Food Guts - Ingredient Information

Ingredient Lookup

Green Pepper

Nutritional Information

1 cup chopped, green pepper

  • Calories 30
  • Calories from Fat 2.25
  • Amount%DV
  • Total Fat 0.25g0%
  • Saturated Fat 0.086g0%
  • Monounsaturated Fat 0.012g
  • Polyunsaturated Fat 0.092g
  • Cholestreol 0mg0%
  • Sodium 4mg0%
  • Potassium 261mg7%
  • Total Carbohydrate 6.91g2%
  • Dietary Fiber 2.5g10%
  • Sugars 3.58g
  • Protein 1.28g3%
  • Calcium 2mg0%
  • Iron 3mg17%
  • Vitamin A 11%
  • Vitamin C 200%

When In Season:

    Alabama: June (early) - October (late)
    Arizona: August (late) - September (late)
    California (Northern): May (early) - December (late)
    Colorado: August (early) - September (late)
    Georgia: May (late) - July (late), October (early) - December (early)
    Illinois: July (early) - November (late)
    Missouri: July (early) - November (late)
    Tennessee: July (early) - October (early)

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Green Pepper on Wikipedia:

``Green pepper`` redirects here. For green peppercorns, see Black pepper. Bell pepper Red, yellow and green pepper Scientific classification Kingdom: Plantae (unranked): Angiosperms (unranked): Eudicots (unranked): Asterids Order: Solanales Family: Solanaceae Genus: Capsicum Species: C. annuum Binomial name Capsicum annuum L. Bell pepper Heat None (SR:0) Pepper, sweet, green raw Nutritional value per 100 g (3.5 oz) Energy 84 kJ (20 kcal) Carbohydrates 4.64 g Sugars 2.40 g Dietary fiber 1.7 g Fat 0.17 g Protein 0.86 g Thiamine (Vit. B1) 0.057 mg (4%) Riboflavin (Vit. B2) 0.028 mg (2%) Niacin (Vit. B3) 0.480 mg (3%) Pantothenic acid (B5) 0.099 mg (2%) Vitamin B6 0.224 mg (17%) Folate (Vit. B9) 10 μg (3%) Vitamin C 80.4 mg (134%) Calcium 10 mg (1%) Iron 0.34 mg (3%) Magnesium 10 mg (3%) Phosphorus 20 mg (3%) Potassium 175 mg (4%) Zinc 0.13 mg (1%) Percentages are relative to US recommendations for adults. Source: USDA Nutrient database

Bell pepper or sweet pepper is a cultivar group of the species Capsicum annuum (chili pepper). Cultivars of the plant produce fruits in different colors, including red, yellow, green and orange. Bell peppers are sometimes grouped with less pungent pepper varieties as ``sweet peppers``. Peppers are native to Mexico, Central America and northern South America. Pepper seeds were later carried to Spain in 1493 and from there spread to other European, African and Asian countries. Today, Mexico remains one of the major pepper producers in the world.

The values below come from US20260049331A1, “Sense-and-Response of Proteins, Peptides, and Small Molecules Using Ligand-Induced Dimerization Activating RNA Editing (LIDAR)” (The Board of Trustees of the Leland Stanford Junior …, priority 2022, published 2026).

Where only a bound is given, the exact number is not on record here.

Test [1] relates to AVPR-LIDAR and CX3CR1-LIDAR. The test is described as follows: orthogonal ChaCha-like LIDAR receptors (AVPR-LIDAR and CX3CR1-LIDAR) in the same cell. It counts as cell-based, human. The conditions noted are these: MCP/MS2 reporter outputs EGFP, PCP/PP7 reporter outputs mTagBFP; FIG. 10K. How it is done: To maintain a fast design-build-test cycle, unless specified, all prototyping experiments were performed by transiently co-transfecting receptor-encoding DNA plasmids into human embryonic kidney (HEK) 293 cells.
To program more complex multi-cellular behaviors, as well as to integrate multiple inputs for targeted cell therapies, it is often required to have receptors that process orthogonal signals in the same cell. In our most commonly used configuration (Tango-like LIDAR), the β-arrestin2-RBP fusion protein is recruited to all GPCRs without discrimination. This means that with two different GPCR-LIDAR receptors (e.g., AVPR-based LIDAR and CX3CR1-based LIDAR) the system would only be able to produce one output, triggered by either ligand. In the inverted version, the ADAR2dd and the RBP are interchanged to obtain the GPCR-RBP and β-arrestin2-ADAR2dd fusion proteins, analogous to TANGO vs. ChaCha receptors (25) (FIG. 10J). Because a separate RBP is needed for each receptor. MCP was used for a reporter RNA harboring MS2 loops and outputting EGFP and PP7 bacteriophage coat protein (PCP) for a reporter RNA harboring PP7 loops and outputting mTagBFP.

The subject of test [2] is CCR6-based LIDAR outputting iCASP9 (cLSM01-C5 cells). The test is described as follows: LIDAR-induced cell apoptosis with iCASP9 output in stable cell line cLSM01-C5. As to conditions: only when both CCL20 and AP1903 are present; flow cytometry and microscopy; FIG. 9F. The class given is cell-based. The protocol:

The misleading name ``pepper`` (pimiento in Spanish) was given by Christopher Columbus upon bringing the plant back to Europe. At that time peppercorns, the fruit of Piper nigrum, an unrelated plant originating from India, were a highly prized condiment; the name ``pepper`` was at that time applied in Europe to all known spices with a hot and pungent taste and so naturally extended to the newly discovered Capsicum family. The most commonly used alternative name of the plant family, ``chili``, is of Central American origin. Bell peppers are botanically fruits, but are generally considered in culinary contexts to be vegetables. When cut off, the top of the bell pepper is referred to as a ``pepper pan``.

The term ``bell pepper`` or ``pepper`` or ``capsicum`` is often used for any of the large bell shaped capsicum fruits, regardless of their color. In British English, the fruit is simply referred to as a ``pepper``, or additionally by colour (as in the term ``green pepper``, for example), whereas in many Commonwealth of Nations countries, such as Australia, India, Malaysia and New Zealand, they are called ``capsicum``. Across Europe, the term ``paprika``, which has its roots in the word for pepper, is used—sometimes referred to by their color (e.g., ``groene paprika``, ``gele paprika``, in Dutch, which are green and yellow, respectively). Paprika also refers to the powdered spice made from the same fruit. In France it is called ``poivron``, with the same root as ``poivre`` (meaning ``pepper``), or ``piment``. In Japan, the word ピーマン (``pîman`` from the French) refers only to green bell peppers, whereas パプリカ (``papurika`` from paprika) refers to bell peppers of other colors.